office simply because he cannot push through his policies; instead, he will give

his support to some other policy. Pragmatic politics is often termed, with

justification, ‘empirical’ (since it responds with great sensitivity to experience).

Sometimes it is even called ‘bureaucratic’ (since it risks nothing and develops

no new initiatives). However, this label is inapt. Nowadays, all types of political

activity require some form of bureaucratic apparatus, pragmatic politics no less

than politics motivated by principles.


‘Principled’ politics sets out to put into effect programmes, plans, and aims that

have been conceived in advance. A politician committed to certain principles will

resign if he cannot achieve his objectives, and will wait until the time is ripe for

their achievement; in a state which does not recognize liberal values, he will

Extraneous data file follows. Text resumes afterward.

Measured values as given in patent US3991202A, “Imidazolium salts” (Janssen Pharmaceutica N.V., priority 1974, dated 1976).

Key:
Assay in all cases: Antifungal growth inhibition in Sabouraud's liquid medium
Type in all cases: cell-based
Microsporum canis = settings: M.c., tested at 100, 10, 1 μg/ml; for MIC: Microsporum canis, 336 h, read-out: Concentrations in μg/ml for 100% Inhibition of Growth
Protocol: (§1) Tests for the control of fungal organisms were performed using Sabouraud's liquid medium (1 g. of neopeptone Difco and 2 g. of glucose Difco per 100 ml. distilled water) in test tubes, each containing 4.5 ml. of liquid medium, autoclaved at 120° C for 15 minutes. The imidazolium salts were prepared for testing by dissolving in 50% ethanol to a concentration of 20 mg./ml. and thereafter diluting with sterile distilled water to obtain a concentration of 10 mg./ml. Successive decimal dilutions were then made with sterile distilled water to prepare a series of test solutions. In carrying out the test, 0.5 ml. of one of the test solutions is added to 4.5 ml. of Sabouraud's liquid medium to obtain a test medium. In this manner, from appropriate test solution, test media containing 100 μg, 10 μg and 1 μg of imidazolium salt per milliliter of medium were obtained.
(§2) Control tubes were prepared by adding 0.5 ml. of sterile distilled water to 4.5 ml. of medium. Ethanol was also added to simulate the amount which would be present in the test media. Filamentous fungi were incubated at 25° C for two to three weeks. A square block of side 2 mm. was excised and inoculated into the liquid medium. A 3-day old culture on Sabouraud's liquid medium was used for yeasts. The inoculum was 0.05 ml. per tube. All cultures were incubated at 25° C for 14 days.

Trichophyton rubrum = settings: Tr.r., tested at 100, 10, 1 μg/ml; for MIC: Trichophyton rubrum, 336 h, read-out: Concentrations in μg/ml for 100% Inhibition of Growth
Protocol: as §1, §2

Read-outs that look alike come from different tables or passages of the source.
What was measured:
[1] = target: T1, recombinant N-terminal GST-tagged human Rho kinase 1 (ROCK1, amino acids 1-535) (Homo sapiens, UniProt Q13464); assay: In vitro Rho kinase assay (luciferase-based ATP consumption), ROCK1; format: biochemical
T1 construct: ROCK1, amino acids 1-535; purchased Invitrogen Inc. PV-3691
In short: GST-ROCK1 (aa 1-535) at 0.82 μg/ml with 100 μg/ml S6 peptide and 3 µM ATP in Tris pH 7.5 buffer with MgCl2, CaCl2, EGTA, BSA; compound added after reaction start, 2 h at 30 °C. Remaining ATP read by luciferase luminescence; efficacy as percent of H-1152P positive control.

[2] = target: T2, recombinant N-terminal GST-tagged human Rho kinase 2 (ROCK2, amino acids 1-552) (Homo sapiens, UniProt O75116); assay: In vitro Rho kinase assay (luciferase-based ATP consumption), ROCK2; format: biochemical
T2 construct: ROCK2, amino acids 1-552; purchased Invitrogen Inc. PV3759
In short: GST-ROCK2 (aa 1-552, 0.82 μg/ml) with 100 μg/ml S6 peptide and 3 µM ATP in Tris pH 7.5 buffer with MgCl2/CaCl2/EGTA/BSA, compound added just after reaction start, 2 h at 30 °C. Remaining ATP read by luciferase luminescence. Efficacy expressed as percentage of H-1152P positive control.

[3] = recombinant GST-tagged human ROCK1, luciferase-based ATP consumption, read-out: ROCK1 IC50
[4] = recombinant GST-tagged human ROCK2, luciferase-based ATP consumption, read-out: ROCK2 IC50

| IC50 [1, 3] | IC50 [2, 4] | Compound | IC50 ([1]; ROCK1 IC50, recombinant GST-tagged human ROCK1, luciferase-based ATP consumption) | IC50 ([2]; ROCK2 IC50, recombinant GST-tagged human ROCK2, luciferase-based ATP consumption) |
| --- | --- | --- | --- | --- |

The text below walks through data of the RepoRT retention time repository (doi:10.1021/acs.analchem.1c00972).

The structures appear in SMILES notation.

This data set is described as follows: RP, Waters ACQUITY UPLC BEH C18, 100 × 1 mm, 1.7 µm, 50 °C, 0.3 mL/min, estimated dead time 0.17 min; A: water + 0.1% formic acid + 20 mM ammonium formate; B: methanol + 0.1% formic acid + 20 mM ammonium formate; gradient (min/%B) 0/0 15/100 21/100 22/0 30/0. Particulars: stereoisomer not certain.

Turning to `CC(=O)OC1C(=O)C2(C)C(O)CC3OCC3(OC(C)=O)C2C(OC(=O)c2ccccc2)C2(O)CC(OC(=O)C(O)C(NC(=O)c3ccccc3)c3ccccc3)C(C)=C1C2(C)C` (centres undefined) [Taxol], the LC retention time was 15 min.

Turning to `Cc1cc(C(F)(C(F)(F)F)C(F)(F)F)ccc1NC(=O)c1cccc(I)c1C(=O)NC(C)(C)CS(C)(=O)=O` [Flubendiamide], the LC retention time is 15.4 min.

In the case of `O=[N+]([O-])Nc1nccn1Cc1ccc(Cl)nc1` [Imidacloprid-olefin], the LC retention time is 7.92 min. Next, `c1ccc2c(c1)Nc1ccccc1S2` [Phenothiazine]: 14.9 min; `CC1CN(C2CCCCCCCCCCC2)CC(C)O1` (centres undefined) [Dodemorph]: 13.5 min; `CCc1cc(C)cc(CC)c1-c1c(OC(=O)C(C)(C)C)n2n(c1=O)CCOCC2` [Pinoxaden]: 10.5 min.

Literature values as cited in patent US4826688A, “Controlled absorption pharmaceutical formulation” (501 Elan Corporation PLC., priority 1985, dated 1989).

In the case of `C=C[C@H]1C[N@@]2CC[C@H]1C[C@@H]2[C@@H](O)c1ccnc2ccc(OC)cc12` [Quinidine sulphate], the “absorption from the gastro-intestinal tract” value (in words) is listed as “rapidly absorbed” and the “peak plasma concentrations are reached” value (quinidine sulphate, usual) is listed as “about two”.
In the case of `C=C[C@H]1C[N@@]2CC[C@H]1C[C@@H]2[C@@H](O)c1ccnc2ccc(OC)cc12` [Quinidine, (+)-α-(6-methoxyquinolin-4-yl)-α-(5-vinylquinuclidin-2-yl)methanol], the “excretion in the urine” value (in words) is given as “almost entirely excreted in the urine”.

simply achieve his objectives by force, if he can. The political principles

themselves can differ greatly, not simply in kind but also in scope. They may

include the complete restructuring of economic or foreign policies or changes in

party policy, or they may relate to a single specific objective or decision. This

does not mean, of course, that ‚principled‘ politicians are indifferent to power,

only that they always regard power as ‘power to achieve something’.


It is open to debate whether pragmatic or principled politics is ‘better.’ Viewed

strictly from a standpoint of a morality based on individual conscience, principled

politics is preferable. Which of the two kinds of political action proves to be

better depends probably on whether the politician lives in a democratic or an

undemocratic state. In an undemocratic country, principled politics may cause

more harm than pragmatic politics. If one poses the question of how politics

could be regulated by moral maxims, however, one is forced to come down on the

side of principled politics. But it must always be born in mind that principled

politics is not necessarily superior to purely pragmatic politics. The principles

which a politician should be encouraged to adopt as moral maxims are, therefore,

those which can in general ensure the superiority of principled politics over